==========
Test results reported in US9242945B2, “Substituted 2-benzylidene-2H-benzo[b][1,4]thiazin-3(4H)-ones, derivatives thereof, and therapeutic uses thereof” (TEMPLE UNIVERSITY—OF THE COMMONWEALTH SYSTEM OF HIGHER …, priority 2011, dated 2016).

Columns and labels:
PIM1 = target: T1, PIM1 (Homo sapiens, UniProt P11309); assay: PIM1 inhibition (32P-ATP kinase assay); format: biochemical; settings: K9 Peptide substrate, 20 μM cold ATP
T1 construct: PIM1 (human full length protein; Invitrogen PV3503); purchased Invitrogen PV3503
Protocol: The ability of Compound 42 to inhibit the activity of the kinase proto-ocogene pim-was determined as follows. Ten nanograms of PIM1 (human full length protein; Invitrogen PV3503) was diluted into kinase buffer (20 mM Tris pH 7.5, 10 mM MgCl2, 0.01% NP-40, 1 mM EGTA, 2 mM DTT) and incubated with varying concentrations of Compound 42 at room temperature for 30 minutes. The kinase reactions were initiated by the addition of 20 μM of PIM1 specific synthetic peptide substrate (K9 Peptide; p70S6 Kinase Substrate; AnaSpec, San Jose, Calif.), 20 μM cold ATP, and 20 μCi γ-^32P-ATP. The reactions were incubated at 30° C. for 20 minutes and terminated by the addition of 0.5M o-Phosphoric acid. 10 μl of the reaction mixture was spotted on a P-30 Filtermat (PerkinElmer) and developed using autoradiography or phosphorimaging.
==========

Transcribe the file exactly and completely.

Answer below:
Test results reported in US9242945B2, “Substituted 2-benzylidene-2H-benzo[b][1,4]thiazin-3(4H)-ones, derivatives thereof, and therapeutic uses thereof” (TEMPLE UNIVERSITY—OF THE COMMONWEALTH SYSTEM OF HIGHER …, priority 2011, dated 2016).

Columns and labels:
PIM1 = target: T1, PIM1 (Homo sapiens, UniProt P11309); assay: PIM1 inhibition (32P-ATP kinase assay); format: biochemical; settings: K9 Peptide substrate, 20 μM cold ATP
T1 construct: PIM1 (human full length protein; Invitrogen PV3503); purchased Invitrogen PV3503
Protocol: The ability of Compound 42 to inhibit the activity of the kinase proto-ocogene pim-was determined as follows. Ten nanograms of PIM1 (human full length protein; Invitrogen PV3503) was diluted into kinase buffer (20 mM Tris pH 7.5, 10 mM MgCl2, 0.01% NP-40, 1 mM EGTA, 2 mM DTT) and incubated with varying concentrations of Compound 42 at room temperature for 30 minutes. The kinase reactions were initiated by the addition of 20 μM of PIM1 specific synthetic peptide substrate (K9 Peptide; p70S6 Kinase Substrate; AnaSpec, San Jose, Calif.), 20 μM cold ATP, and 20 μCi γ-^32P-ATP. The reactions were incubated at 30° C. for 20 minutes and terminated by the addition of 0.5M o-Phosphoric acid. 10 μl of the reaction mixture was spotted on a P-30 Filtermat (PerkinElmer) and developed using autoradiography or phosphorimaging.